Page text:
Dividends Explained

When considering how to buy shares, attention must be paid to the stock’s dividends.

Dividends are a share of company profits that are paid to stockholders of the underlying company.

They are usually paid twice a year on a ‘per share’ basis.  Dividends differ to fixed-interest payments in that the decision to pay the dividend, and the amount, are at the discretion of the company’s directors.

Dividends are indeed at a historical low. The global financial crisis hurt the profitability of many companies, and dividends fell in line with profits.  As profits fell, companies increasingly focused on preserving capital and reinvesting in the business rather than returning capital to shareholders.

Whether dividends are important or not depends on the nature of the investor.

Often you will find that high growth companies will not pay dividends, as they tend to re-invest their excess profits to continue their growth.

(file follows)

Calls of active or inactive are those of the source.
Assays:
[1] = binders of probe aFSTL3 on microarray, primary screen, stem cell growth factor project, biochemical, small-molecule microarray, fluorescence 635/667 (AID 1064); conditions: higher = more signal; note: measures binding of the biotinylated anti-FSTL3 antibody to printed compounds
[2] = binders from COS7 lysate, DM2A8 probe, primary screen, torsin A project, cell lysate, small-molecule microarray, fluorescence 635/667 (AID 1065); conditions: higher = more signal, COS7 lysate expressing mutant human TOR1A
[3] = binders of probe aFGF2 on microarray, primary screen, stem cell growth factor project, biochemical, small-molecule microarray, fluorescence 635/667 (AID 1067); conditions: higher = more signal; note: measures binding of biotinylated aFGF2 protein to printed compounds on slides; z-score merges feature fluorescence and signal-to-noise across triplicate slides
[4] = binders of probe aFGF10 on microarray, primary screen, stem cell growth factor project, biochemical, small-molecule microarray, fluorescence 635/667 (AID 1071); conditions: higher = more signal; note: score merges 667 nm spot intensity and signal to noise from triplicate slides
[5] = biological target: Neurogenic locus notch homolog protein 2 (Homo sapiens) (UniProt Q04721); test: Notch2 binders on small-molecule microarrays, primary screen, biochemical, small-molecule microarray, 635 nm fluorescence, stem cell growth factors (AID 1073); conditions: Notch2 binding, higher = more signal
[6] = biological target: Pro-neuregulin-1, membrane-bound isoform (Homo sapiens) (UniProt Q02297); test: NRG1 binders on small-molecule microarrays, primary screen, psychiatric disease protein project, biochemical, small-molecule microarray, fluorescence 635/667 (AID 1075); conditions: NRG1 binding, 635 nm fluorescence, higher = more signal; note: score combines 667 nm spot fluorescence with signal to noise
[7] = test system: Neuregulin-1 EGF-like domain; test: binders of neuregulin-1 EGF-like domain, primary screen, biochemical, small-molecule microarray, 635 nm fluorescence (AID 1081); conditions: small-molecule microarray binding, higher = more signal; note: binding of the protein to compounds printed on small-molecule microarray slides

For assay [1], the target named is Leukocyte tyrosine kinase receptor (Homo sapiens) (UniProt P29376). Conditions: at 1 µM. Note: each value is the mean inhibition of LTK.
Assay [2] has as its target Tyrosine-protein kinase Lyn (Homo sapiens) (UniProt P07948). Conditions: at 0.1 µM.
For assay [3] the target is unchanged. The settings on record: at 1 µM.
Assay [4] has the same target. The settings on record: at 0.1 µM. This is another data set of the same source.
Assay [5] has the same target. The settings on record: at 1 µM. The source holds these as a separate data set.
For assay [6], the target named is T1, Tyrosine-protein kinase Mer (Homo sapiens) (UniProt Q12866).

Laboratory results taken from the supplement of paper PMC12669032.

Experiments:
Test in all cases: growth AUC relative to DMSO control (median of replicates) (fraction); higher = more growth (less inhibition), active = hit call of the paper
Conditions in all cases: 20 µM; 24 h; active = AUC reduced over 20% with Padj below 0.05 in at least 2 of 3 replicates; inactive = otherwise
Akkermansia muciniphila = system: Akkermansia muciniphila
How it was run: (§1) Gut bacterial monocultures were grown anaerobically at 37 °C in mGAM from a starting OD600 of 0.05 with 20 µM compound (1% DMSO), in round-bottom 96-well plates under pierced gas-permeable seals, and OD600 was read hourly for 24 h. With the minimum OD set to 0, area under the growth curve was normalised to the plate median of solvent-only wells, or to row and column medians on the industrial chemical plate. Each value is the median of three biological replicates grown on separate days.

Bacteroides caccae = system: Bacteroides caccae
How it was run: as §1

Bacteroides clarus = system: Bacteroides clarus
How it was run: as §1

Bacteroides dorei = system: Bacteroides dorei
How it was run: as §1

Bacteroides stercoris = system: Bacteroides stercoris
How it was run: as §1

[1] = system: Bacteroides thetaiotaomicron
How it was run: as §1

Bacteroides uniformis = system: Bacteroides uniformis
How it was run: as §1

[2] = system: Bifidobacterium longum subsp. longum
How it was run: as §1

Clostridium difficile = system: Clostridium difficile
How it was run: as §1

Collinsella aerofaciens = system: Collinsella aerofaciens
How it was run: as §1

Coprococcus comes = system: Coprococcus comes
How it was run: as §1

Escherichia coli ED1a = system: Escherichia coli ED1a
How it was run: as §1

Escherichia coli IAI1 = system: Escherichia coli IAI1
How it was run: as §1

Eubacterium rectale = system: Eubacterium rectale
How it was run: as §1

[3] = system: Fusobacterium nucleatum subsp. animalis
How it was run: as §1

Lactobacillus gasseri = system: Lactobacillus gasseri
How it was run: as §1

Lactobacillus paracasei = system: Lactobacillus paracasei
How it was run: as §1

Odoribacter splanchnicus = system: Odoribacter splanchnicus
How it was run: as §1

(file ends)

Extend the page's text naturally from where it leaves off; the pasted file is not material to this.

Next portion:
These stocks will typically have a rising share price, so there is little incentive for the business to pay shareholders who are already benefiting from owning the stock additional cash.

The more aggressive investors tend to favour low dividend/high growth stocks, as they consider the growth potential of the stock to be a greater source of return than dividends.

However, companies with good dividend yield tend to offer investors security and confidence in the business and also benefit from dividend re-investment.  Mature companies with stable profits tend to pay the highest dividends.  This is because they have less of a need to preserve their capital.

The more conservative investors may prefer the income security that dividends provide, as opposed to the capital appreciation potential of the underlying stock.